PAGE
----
Dutch government allocates an extra €10 million for emergency aid

The Dutch government will make an extra €10 million available for emergency aid through the Dutch Relief Alliance (DRA). Member of Parliament Joël Voordewind (ChristenUnie) presented a budget amendment on the budget of the Ministry of Foreign Trade and Development Cooperation. ”The extra money is badly needed,” says Kees-Jan Hooglander Deputy Director of Disaster Response Team at ZOA. “It will be spent on life-saving aid.”

Gert-Jan Segers, party leader of the ChristenUnie, announced the extra budget on a ZOA business event that was held in Leusden last week. Segers is pleased to see organizations like ZOA in the DRA: “In the past, too much aid money went to governments. If we channel it through the DRA, we know that it will be used by reliable Dutch aid organizations that spend it responsibly.”

DRA responds to major crises

The Dutch Relief Alliance is a coalition of 16 Dutch Relief organizations funded through a partnership with the Netherlands Ministry of Foreign Affairs. The alliance aims to enhance the effectiveness, timeliness, reach and quality of the Dutch humanitarian aid effort. The €10 million comes on top of the €60 million that the DRA receives from the Ministry every year. Hooglander: “It is a step in the right direction. Unfortunately, more money is needed than ever to alleviate the distressing needs in the world. A year ago, as DRA, we asked for €100 million with substantiated proposals, so there is still a considerable gap.’’ The Dutch Relief Alliance (DRA) was established to meet these challenges. The cooperation and coordination between NGOs in the DRA enables the NGO’s to better respond to major international crises.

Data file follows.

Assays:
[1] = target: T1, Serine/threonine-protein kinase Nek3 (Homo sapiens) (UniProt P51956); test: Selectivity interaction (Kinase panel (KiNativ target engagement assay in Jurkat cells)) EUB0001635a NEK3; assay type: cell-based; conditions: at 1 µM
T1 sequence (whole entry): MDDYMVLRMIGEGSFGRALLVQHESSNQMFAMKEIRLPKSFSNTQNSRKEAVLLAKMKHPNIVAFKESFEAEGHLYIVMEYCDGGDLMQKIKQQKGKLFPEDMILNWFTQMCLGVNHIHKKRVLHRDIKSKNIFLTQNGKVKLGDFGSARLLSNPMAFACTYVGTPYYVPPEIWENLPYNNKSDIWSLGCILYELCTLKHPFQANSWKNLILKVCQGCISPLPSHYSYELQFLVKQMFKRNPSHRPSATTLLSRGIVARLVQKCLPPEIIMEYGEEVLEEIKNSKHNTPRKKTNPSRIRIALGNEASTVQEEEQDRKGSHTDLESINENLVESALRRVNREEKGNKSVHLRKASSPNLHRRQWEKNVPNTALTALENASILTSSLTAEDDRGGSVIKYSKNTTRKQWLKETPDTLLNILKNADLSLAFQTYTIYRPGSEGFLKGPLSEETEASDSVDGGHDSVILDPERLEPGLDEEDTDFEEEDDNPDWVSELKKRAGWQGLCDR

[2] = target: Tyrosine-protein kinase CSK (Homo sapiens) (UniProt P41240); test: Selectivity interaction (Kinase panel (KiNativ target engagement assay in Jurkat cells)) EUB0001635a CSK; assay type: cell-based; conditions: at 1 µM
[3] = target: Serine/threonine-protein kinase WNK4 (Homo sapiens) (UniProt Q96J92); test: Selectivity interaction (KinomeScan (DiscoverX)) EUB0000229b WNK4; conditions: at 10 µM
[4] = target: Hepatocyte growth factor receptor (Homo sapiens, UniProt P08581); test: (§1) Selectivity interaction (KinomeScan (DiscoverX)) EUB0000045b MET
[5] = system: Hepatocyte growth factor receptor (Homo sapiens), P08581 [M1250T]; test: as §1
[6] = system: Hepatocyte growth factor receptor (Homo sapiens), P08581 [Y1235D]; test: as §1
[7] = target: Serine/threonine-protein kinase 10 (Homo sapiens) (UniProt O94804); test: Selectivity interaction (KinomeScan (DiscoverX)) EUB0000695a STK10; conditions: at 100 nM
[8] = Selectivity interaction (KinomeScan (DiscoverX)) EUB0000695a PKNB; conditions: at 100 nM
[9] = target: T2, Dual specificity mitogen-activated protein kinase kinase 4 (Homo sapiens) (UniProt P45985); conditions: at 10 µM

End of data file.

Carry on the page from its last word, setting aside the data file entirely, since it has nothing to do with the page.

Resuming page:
Humanitarian aid saves lives

The DRA members collaborate in humanitarian interventions – delivering greater impact than members operating independently. Hooglander: “I am especially grateful that we can serve people in need with this money. The extra money really can save lives.” ZOA works with the DRA-consortium in Northern Iraq, the Syria region, Yemen and South Sudan. In these countries, ZOA provides clean drinking water, toilets, food distribution and shelter.

Photo Joël Voordewind by Anne-Paul Roukema